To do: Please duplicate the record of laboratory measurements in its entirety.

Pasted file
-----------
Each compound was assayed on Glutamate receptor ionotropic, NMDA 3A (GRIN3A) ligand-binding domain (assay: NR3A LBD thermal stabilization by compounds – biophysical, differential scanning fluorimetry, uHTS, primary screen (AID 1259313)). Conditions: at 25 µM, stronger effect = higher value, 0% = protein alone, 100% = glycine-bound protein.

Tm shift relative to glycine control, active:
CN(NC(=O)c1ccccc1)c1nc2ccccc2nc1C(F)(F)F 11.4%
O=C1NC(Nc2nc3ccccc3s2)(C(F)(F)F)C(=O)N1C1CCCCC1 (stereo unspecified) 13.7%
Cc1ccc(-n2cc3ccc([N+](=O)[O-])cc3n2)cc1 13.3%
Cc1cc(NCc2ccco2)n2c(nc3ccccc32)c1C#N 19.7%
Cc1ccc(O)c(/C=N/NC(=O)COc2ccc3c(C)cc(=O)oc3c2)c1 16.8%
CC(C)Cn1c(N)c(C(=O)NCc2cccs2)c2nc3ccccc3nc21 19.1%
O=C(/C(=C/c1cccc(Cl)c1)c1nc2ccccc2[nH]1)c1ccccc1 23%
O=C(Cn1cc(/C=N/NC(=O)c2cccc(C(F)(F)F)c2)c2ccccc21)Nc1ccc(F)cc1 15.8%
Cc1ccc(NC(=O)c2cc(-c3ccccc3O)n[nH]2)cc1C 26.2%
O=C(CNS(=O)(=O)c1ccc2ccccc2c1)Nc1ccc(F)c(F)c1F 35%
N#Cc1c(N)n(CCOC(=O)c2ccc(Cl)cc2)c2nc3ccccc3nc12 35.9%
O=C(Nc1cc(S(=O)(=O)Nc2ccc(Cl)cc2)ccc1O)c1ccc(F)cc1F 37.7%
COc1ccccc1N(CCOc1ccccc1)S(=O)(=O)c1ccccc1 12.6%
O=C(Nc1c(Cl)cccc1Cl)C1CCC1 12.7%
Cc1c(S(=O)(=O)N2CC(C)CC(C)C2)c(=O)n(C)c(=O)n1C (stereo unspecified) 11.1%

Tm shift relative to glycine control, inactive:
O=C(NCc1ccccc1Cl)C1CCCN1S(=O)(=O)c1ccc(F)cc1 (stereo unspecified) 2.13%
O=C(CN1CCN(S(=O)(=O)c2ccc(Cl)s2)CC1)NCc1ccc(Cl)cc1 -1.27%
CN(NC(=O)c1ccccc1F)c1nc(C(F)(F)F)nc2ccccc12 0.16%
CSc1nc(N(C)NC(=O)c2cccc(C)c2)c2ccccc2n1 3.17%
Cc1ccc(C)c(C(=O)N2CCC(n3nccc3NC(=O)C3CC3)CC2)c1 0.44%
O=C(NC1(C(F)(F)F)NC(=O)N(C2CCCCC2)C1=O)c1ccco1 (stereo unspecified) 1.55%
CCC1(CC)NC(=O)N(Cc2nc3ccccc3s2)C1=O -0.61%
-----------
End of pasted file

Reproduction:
Each compound was assayed on Glutamate receptor ionotropic, NMDA 3A (GRIN3A) ligand-binding domain (assay: NR3A LBD thermal stabilization by compounds – biophysical, differential scanning fluorimetry, uHTS, primary screen (AID 1259313)). Conditions: at 25 µM, stronger effect = higher value, 0% = protein alone, 100% = glycine-bound protein.

Tm shift relative to glycine control, active:
CN(NC(=O)c1ccccc1)c1nc2ccccc2nc1C(F)(F)F 11.4%
O=C1NC(Nc2nc3ccccc3s2)(C(F)(F)F)C(=O)N1C1CCCCC1 (stereo unspecified) 13.7%
Cc1ccc(-n2cc3ccc([N+](=O)[O-])cc3n2)cc1 13.3%
Cc1cc(NCc2ccco2)n2c(nc3ccccc32)c1C#N 19.7%
Cc1ccc(O)c(/C=N/NC(=O)COc2ccc3c(C)cc(=O)oc3c2)c1 16.8%
CC(C)Cn1c(N)c(C(=O)NCc2cccs2)c2nc3ccccc3nc21 19.1%
O=C(/C(=C/c1cccc(Cl)c1)c1nc2ccccc2[nH]1)c1ccccc1 23%
O=C(Cn1cc(/C=N/NC(=O)c2cccc(C(F)(F)F)c2)c2ccccc21)Nc1ccc(F)cc1 15.8%
Cc1ccc(NC(=O)c2cc(-c3ccccc3O)n[nH]2)cc1C 26.2%
O=C(CNS(=O)(=O)c1ccc2ccccc2c1)Nc1ccc(F)c(F)c1F 35%
N#Cc1c(N)n(CCOC(=O)c2ccc(Cl)cc2)c2nc3ccccc3nc12 35.9%
O=C(Nc1cc(S(=O)(=O)Nc2ccc(Cl)cc2)ccc1O)c1ccc(F)cc1F 37.7%
COc1ccccc1N(CCOc1ccccc1)S(=O)(=O)c1ccccc1 12.6%
O=C(Nc1c(Cl)cccc1Cl)C1CCC1 12.7%
Cc1c(S(=O)(=O)N2CC(C)CC(C)C2)c(=O)n(C)c(=O)n1C (stereo unspecified) 11.1%

Tm shift relative to glycine control, inactive:
O=C(NCc1ccccc1Cl)C1CCCN1S(=O)(=O)c1ccc(F)cc1 (stereo unspecified) 2.13%
O=C(CN1CCN(S(=O)(=O)c2ccc(Cl)s2)CC1)NCc1ccc(Cl)cc1 -1.27%
CN(NC(=O)c1ccccc1F)c1nc(C(F)(F)F)nc2ccccc12 0.16%
CSc1nc(N(C)NC(=O)c2cccc(C)c2)c2ccccc2n1 3.17%
Cc1ccc(C)c(C(=O)N2CCC(n3nccc3NC(=O)C3CC3)CC2)c1 0.44%
O=C(NC1(C(F)(F)F)NC(=O)N(C2CCCCC2)C1=O)c1ccco1 (stereo unspecified) 1.55%
CCC1(CC)NC(=O)N(Cc2nc3ccccc3s2)C1=O -0.61%